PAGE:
In 2015 ECVC will denounce the false solutions to climate change offered by climate smart agriculture and the green economy. We affirm that it is peasant and small-scale farmers, using agro-ecological methods, who are the solution to the climate crisis. This is the message that we will take to the 21st Climate Conference in Paris this December and this is why we will continue to resist the negotiation of bilateral ´free-trade´ agreements such as the Transatlantic Trade and Investment Partnership (TTIP) by the European Commission.
- Published on Tuesday, 27 January 2015 16:48
"There's absolutely nothing smart about it," said Chavannes Jean-Baptiste, a Haitian Via Campesina leader who coordinates the movement's work around climate change, in a critical workshop on Climate-Smart Agriculture in Lima. "The climate crisis is rooted in capitalism, which is also in crisis as an economic system," he explained. "Entrepreneurs are trying to emerge from this crisis, and as a way of doing so are creating green capitalism, of which Climate-Smart Agriculture is typical."
By: Salena Tramel
A new report by NASA and the National Oceanic and Atmospheric Administration (NOAA) indisputably confirms what many scientists had predicted: 2014 is officially the hottest year on record. And this past year is not an anomaly -- the previous 10 hottest years on the books have all occurred since 1998. This announcement adds to the urgency expressed just last month in Lima, where political leaders and business tycoons from around the world met for the 20th yearly session of the Conference of the Parties (COP 20) to the UN Framework Convention on Climate Change (UNFCCC). The gathering in Peru was historic in that it was the last time the decision-making body would meet before COP 21 in Paris next December, where an international and legally binding agreement on climate will be signed.
However, growing movements of those on the frontlines of climate disruption argue that the high-level political remedies touted at venues such as the COP amount to false promises and leave out marginalized voices. Via Campesina is perhaps the most prominent of these movements, with more than 250 million peasant, pastoralist, and indigenous members from around the world. Along with allies ranging from labor to environmental networks, Via Campesina organized the Cumbre de los Pueblos (Peoples Summit) in its own grassroots rendition of the COP 20 process in Lima to promote bottom-up solutions to the climate crisis and refute the corporate-driven and exclusionary nature of the official negotiations.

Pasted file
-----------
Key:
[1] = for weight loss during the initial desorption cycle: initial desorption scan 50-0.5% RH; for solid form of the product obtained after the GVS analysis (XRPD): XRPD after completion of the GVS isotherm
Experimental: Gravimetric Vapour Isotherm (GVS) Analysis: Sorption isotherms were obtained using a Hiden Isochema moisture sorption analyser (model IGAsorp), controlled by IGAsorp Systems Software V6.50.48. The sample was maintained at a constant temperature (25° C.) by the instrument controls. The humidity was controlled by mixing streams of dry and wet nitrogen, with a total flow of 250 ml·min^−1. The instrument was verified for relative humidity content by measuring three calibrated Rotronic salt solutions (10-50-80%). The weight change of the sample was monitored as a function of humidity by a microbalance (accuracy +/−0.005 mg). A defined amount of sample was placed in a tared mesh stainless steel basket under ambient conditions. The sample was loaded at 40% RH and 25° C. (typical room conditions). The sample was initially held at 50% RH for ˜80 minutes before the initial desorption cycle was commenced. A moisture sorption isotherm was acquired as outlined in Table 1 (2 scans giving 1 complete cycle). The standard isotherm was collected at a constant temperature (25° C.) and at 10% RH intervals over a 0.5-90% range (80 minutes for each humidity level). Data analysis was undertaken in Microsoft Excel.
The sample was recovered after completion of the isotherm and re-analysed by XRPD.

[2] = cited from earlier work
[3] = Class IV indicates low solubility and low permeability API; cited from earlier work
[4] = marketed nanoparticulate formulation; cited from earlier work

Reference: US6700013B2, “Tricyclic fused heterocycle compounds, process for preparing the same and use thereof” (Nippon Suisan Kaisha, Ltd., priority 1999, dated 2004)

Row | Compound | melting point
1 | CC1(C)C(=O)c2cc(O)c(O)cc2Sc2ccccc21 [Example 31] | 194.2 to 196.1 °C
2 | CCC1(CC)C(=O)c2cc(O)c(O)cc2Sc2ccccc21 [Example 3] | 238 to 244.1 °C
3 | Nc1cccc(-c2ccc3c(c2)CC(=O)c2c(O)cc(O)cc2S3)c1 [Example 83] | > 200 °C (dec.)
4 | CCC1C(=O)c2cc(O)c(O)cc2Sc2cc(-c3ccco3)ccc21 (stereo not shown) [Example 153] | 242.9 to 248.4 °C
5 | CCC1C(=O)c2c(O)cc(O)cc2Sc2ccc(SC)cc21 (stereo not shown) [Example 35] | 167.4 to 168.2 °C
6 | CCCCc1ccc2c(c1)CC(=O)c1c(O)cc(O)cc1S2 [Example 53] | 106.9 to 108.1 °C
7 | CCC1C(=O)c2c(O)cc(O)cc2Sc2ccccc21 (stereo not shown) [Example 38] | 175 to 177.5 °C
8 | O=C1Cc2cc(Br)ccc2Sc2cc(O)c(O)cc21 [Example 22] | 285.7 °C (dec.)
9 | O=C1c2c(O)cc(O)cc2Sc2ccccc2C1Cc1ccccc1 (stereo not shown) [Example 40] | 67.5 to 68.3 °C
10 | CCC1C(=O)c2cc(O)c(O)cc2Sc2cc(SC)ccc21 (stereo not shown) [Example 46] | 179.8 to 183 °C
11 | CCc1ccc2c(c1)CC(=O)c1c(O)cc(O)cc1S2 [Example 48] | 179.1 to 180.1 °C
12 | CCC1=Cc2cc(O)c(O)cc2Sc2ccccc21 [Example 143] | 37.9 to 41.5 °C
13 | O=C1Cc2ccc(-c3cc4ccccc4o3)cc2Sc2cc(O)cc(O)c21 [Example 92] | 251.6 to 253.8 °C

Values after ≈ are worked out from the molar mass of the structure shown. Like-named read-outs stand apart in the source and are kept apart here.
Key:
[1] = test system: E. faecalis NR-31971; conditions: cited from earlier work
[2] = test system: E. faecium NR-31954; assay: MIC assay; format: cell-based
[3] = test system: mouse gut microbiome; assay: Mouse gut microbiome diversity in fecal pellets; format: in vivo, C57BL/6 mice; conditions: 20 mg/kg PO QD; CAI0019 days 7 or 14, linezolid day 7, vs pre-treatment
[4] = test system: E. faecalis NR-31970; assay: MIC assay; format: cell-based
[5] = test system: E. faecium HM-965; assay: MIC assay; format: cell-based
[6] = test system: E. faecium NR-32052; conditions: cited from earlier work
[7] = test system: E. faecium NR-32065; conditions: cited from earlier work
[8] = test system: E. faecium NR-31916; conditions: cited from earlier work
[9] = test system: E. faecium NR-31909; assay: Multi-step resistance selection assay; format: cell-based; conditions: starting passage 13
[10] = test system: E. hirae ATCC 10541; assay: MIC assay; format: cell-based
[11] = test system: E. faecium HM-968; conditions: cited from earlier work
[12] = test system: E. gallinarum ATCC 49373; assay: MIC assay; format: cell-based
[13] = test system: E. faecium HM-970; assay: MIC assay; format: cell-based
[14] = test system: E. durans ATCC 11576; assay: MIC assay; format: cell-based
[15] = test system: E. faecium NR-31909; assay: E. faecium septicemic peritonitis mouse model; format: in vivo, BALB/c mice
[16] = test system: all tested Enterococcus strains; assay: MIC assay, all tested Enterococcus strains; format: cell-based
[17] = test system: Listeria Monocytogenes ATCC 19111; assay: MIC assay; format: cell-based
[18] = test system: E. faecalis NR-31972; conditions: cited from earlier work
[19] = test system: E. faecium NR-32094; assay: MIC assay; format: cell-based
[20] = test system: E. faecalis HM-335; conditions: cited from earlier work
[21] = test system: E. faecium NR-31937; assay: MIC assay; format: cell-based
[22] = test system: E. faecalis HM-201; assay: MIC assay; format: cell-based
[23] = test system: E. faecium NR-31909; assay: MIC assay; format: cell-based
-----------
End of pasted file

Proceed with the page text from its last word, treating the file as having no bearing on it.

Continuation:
- Published on Wednesday, 24 December 2014 15:30
A delegation from the Latin American Coordination of Rural Organisations (CLOC) and the Via Campesina International participated in the Peoples’ Summit on Climate Change in Lima, which culminated, on December 10th, in a march of 10,000 people through the centre of the city. At the closing ceremony, Diego Montón, the representative of the CLOC Secretariat, declared, “We, women and men, peasants and small farmers, have a long history of struggle. We have been struggling against evictions, against land clearances, against the large mining companies that pollute our water, against the contamination that is caused by toxic chemical inputs, against the destruction of our food production systems.”
Furthermore, Montón added, “We leave here with a task ahead of us ... we have to see that all over the world our peoples are in the streets - saying No to capitalism and Yes to our proposal, which is Good Living (Buen Vivir), which is popular socialism, a model in which life, diversity, culture, and pluralism take precedence over capital and money.”